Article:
4. When you think it’s too hard, you’re making it too hard. It’s actually quite easy. Don’t read too much into the instructions (like I did at first).
  5. Do it on a Mac if you can. I have a Mac. But somehow in my idiocy I thought it would make more sense to use a Microsoft product on a PC as the computer lords intended. I went home to fiddle with mail merge again (since we couldn’t print that night because of the label sizing issue) and, bam, it worked in 9 seconds thanks to Mail Merge Manager. Why do I ever try to defy Mac? Mac knows all and laughs in the face of PCs.
  6. Check your ink. Because, yes, that’s right folks, with three pages of labels to go we ran out of ink.
In all reality, mail merge is not difficult. For those who already know how to do it for years, you are probably chuckling at my spaztastic problems. The instructions make it pretty simplistic so it’s really nothing to sweat over. Just make sure your guest list is crisp and ready. That is the only place you will falter.

And, yes, the invitations are ALMOST out and ready for their reveal!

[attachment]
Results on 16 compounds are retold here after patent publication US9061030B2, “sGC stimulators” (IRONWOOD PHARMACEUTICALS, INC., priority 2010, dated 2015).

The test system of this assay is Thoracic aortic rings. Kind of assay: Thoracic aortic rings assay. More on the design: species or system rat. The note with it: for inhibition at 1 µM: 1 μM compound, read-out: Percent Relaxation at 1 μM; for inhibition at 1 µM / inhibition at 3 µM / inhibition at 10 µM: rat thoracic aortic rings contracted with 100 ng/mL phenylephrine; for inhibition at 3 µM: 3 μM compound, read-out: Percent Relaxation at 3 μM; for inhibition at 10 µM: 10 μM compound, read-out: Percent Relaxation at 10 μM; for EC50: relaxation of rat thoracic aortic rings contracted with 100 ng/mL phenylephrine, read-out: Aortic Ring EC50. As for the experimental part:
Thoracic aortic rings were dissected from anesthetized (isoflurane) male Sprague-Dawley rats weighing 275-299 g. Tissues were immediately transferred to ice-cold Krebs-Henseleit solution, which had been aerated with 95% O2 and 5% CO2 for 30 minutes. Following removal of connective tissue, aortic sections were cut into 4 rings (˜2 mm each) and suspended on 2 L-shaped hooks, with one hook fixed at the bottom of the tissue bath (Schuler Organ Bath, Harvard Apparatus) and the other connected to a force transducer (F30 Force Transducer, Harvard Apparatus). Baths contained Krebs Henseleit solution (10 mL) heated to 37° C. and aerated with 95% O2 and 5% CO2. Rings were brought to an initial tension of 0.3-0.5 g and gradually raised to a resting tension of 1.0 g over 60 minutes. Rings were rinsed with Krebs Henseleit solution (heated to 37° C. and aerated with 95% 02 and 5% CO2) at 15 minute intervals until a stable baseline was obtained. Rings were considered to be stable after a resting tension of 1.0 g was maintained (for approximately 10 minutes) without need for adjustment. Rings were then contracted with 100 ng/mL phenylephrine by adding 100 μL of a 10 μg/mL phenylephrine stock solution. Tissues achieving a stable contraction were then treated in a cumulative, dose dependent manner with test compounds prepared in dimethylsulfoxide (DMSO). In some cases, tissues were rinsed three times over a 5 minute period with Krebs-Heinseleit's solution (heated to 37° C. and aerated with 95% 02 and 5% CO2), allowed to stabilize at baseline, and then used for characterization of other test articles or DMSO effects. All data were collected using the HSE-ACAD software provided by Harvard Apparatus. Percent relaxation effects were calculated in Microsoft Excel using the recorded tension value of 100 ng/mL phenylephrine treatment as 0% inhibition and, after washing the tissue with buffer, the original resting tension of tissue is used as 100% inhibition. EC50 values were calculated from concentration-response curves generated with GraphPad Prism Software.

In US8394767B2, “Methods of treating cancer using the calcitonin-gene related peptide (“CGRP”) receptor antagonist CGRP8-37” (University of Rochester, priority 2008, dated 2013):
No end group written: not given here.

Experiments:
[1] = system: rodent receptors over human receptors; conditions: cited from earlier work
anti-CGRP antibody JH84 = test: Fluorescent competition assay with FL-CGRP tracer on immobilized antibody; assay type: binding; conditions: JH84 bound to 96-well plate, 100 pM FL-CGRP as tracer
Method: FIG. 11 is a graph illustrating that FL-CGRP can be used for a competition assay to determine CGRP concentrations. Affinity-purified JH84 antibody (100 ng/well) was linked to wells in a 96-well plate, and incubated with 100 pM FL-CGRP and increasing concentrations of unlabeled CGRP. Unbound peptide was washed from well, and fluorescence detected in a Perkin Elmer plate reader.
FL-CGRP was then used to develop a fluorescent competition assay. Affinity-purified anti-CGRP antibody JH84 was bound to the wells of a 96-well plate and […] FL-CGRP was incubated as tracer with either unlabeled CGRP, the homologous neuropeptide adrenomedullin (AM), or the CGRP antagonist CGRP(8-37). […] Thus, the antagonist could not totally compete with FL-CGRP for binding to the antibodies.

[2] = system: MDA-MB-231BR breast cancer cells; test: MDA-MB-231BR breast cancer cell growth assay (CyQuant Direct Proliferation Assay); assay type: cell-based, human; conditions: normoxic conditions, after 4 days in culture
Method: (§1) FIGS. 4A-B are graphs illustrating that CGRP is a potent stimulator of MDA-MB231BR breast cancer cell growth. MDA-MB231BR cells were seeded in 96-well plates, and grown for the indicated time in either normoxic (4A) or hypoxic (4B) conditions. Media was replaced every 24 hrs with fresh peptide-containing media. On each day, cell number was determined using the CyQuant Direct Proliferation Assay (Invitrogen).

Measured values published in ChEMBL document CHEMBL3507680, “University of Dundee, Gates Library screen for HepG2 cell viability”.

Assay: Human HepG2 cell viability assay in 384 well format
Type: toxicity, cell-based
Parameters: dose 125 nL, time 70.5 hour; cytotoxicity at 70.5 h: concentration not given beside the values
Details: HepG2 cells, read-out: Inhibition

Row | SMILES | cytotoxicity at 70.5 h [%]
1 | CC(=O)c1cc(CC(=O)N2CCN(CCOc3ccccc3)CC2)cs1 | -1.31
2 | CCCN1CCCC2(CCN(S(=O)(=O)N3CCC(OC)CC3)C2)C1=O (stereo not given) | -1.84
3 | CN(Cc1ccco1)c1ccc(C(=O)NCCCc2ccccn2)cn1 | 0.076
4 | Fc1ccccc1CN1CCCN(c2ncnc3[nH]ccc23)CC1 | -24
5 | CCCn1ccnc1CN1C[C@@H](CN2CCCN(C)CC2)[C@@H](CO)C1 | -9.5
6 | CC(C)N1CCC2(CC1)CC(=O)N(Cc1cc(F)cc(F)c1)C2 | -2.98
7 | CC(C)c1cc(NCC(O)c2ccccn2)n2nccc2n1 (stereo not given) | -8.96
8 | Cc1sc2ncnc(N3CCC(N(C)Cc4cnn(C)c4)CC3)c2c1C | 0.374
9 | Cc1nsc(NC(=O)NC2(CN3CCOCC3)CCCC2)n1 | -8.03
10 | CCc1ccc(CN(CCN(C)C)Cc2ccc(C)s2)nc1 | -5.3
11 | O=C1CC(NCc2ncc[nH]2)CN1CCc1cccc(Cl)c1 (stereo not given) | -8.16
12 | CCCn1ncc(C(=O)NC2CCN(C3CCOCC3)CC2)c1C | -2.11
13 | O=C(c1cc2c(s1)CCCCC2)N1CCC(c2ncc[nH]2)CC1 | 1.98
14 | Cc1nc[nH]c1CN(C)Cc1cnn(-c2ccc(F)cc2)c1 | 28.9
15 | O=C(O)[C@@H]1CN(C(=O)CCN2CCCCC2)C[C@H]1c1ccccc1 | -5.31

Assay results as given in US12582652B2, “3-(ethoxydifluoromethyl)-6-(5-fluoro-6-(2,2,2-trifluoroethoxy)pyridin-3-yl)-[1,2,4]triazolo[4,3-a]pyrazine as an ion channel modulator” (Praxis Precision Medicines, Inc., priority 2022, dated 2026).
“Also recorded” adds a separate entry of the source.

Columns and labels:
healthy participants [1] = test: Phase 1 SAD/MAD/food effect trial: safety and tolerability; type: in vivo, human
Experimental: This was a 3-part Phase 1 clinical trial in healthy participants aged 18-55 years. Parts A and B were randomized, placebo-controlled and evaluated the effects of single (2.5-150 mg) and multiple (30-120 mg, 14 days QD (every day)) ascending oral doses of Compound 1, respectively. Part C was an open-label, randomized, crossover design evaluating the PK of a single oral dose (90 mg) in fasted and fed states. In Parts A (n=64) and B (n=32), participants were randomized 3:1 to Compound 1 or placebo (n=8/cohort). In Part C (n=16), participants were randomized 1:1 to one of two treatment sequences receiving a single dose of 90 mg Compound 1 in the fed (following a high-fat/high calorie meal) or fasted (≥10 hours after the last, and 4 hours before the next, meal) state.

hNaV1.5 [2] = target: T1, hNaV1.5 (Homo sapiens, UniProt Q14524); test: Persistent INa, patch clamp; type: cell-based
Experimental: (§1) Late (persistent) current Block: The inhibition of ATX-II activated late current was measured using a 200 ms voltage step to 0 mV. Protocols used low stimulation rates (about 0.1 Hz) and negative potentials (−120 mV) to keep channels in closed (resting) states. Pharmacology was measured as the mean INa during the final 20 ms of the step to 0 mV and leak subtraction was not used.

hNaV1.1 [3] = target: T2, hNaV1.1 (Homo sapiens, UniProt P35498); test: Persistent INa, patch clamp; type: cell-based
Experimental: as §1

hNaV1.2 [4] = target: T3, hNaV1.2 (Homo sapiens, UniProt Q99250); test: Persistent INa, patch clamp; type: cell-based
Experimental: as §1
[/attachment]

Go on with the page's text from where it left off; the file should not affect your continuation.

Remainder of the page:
Are you a mail merge pro? Did anyone else learn mail merge for the sake of labeling their invitations?

Wednesday, January 18, 2012

It's Ketubah Time!

One of the things I put on the backburner is our ketubah. For those unfamiliar, a ketubah, in essence, is a Jewish marriage contract. It’s the religious equivalent of that marriage license you wait on line for at city hall. Bonus points for there being no line to get this one!

With the invention of that thing called the interwebs there are now something along the lines of 209,323,095 resources available to find and purchase ketubahs. There are tons of variations done by many different types of artists.

There’s the traditional:
Image via Ketubah.com
The modern:
Image via Ketubah.com
 Image via Ketubah.com

The amount of options out there can be really overwhelming. You can commission an artist to make a ketubah or choose from readily available designs on a multitude of websites. Our Rabbi recommended a few websites he prefers working with. We decided to focus on one site, Ketubah.com, and narrow down our choices from there. There are just too many options otherwise, and it got a little bit overwhelming skimming all the different websites.

To start, I had NO clue how expensive ketubahs are! I don't think my brain processed that it's the equivalent to buying a piece of customized art. We are so grateful that one of Mr. Porcupine’s Uncles and Aunts generously offered to gift us our ketubah as our wedding present. Otherwise, I would be sitting down with crayons and construction paper!

We looked through pretty much every single design before coming down to two choices.

Image via Ketubah.com
We loved the trees and bright blues

Image via Ketubah.com